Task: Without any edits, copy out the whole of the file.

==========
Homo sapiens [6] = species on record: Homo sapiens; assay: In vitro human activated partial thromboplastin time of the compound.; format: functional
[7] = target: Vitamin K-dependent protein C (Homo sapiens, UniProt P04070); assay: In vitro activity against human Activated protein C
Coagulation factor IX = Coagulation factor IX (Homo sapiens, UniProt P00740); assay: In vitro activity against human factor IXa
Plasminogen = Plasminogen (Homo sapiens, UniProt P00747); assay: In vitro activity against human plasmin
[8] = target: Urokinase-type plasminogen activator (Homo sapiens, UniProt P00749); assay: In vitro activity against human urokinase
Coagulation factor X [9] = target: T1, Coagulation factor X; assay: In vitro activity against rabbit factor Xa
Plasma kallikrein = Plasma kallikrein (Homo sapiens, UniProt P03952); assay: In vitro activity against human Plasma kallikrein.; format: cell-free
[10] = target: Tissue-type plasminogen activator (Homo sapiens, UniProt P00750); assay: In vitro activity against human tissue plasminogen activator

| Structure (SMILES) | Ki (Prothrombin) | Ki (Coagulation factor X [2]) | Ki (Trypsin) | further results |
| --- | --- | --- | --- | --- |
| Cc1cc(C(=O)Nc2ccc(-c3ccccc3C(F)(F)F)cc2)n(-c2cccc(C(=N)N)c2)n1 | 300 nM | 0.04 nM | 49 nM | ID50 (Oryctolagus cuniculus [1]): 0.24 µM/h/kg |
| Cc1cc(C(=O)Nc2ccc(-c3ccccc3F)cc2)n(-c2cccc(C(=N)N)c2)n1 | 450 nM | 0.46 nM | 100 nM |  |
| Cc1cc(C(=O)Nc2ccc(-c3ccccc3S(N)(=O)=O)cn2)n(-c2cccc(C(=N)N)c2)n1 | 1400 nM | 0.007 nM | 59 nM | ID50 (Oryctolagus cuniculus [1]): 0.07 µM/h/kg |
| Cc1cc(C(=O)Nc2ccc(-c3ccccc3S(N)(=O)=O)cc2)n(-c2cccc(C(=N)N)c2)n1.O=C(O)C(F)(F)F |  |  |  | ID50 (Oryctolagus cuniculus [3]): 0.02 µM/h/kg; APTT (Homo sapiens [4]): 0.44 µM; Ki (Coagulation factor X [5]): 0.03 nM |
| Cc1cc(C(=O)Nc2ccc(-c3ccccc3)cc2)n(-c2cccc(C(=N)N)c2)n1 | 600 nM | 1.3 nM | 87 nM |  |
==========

Homo sapiens [6] = species on record: Homo sapiens; assay: In vitro human activated partial thromboplastin time of the compound.; format: functional
[7] = target: Vitamin K-dependent protein C (Homo sapiens, UniProt P04070); assay: In vitro activity against human Activated protein C
Coagulation factor IX = Coagulation factor IX (Homo sapiens, UniProt P00740); assay: In vitro activity against human factor IXa
Plasminogen = Plasminogen (Homo sapiens, UniProt P00747); assay: In vitro activity against human plasmin
[8] = target: Urokinase-type plasminogen activator (Homo sapiens, UniProt P00749); assay: In vitro activity against human urokinase
Coagulation factor X [9] = target: T1, Coagulation factor X; assay: In vitro activity against rabbit factor Xa
Plasma kallikrein = Plasma kallikrein (Homo sapiens, UniProt P03952); assay: In vitro activity against human Plasma kallikrein.; format: cell-free
[10] = target: Tissue-type plasminogen activator (Homo sapiens, UniProt P00750); assay: In vitro activity against human tissue plasminogen activator

| Structure (SMILES) | Ki (Prothrombin) | Ki (Coagulation factor X [2]) | Ki (Trypsin) | further results |
| --- | --- | --- | --- | --- |
| Cc1cc(C(=O)Nc2ccc(-c3ccccc3C(F)(F)F)cc2)n(-c2cccc(C(=N)N)c2)n1 | 300 nM | 0.04 nM | 49 nM | ID50 (Oryctolagus cuniculus [1]): 0.24 µM/h/kg |
| Cc1cc(C(=O)Nc2ccc(-c3ccccc3F)cc2)n(-c2cccc(C(=N)N)c2)n1 | 450 nM | 0.46 nM | 100 nM |  |
| Cc1cc(C(=O)Nc2ccc(-c3ccccc3S(N)(=O)=O)cn2)n(-c2cccc(C(=N)N)c2)n1 | 1400 nM | 0.007 nM | 59 nM | ID50 (Oryctolagus cuniculus [1]): 0.07 µM/h/kg |
| Cc1cc(C(=O)Nc2ccc(-c3ccccc3S(N)(=O)=O)cc2)n(-c2cccc(C(=N)N)c2)n1.O=C(O)C(F)(F)F |  |  |  | ID50 (Oryctolagus cuniculus [3]): 0.02 µM/h/kg; APTT (Homo sapiens [4]): 0.44 µM; Ki (Coagulation factor X [5]): 0.03 nM |
| Cc1cc(C(=O)Nc2ccc(-c3ccccc3)cc2)n(-c2cccc(C(=N)N)c2)n1 | 600 nM | 1.3 nM | 87 nM |  |